By Tom Käckenhoff
DUESSELDORF (Reuters) -Submarines-to-steel group Thyssenkrupp is reviewing its spending plans and could cut working hours to soften the blow to its business as Russia's invasion of Ukraine disrupts supply chains and causes raw material prices to spike.
"In view of the war, we have taken countermeasures across the group," Thyssenkrupp Chief Executive Martina Merz said in a staff memo seen by Reuters on Thursday.
"Supply chains are disrupted, plants at our customers have halted production, raw materials and energy prices are going through the roof. We will feel the effects above all in steel, but also in the automotive business," she said.
Merz said that Thyssenkrupp may need to shorten workers' hours in some parts of the business and that, where possible, it will pass on price increases to customers.
Apart from building fertiliser plants and making bearings, the sprawling conglomerate also supplies the automotive industry, trades materials and engineers electrolysers that are needed to make hydrogen.
While sales in Russia and Ukraine are negligible at less than 1% of total sales, Thyssenkrupp said late on Wednesday it was suspending its 2021/22 forecast for free cash flow before mergers and acquisitions (M&A).
Thyssenkrupp's ability to generate cash is closely watched by investors as an indicator of the group's financial health on its path to a smaller and more focused company.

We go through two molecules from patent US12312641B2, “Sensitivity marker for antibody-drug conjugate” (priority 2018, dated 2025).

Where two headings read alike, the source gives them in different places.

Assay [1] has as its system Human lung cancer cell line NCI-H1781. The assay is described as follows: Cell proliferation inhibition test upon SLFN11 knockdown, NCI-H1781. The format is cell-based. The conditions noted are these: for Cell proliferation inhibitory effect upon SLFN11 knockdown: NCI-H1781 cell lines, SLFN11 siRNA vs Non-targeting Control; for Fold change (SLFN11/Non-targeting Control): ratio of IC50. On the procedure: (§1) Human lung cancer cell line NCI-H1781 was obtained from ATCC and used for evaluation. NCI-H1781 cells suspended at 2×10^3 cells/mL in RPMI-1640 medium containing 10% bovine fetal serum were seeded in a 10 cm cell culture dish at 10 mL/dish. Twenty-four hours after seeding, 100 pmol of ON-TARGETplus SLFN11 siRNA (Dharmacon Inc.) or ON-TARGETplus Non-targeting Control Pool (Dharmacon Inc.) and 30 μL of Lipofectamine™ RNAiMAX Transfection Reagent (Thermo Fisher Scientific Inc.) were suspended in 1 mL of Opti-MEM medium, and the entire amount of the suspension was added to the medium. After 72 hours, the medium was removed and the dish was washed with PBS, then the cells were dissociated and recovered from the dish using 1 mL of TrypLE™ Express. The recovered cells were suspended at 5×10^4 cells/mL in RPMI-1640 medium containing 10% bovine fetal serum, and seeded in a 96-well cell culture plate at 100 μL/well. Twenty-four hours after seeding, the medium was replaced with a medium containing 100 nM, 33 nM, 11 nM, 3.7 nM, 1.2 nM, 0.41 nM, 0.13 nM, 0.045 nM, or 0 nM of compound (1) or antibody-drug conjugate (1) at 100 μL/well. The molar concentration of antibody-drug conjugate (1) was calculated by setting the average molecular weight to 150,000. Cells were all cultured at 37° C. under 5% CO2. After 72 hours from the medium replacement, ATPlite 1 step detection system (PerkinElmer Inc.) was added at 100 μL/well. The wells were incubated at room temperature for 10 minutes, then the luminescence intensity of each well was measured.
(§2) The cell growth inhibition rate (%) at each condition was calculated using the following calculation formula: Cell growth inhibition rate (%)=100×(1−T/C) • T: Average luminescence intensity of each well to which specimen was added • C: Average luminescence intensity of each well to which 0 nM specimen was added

The company also said that it was currently not possible to spin off its steel division, Europe's second-largest, a setback for one of the key strategic moves Merz has been plotting to rid the group of a volatile business.
Thyssenkrupp's shares were down 9.5% by 1311 GMT.
"Cash is a highly emotive topic for Thyssenkrupp, given its chequered past in achieving sustained positive cash generation," JP Morgan analysts said, adding that cumulative free cash flow before M&A is minus 8 billion euros ($8.8 billion) over the past five years.
Last month Thyssenkrupp had said it expected free cash flow before M&A to break even in 2021/22.
($1 = 0.9057 euros)
(Reporting by Tom Kackenhoff; Writing by Maria Sheahan and Christoph Steitz; Editing by David Goodman and Elaine Hardcastle)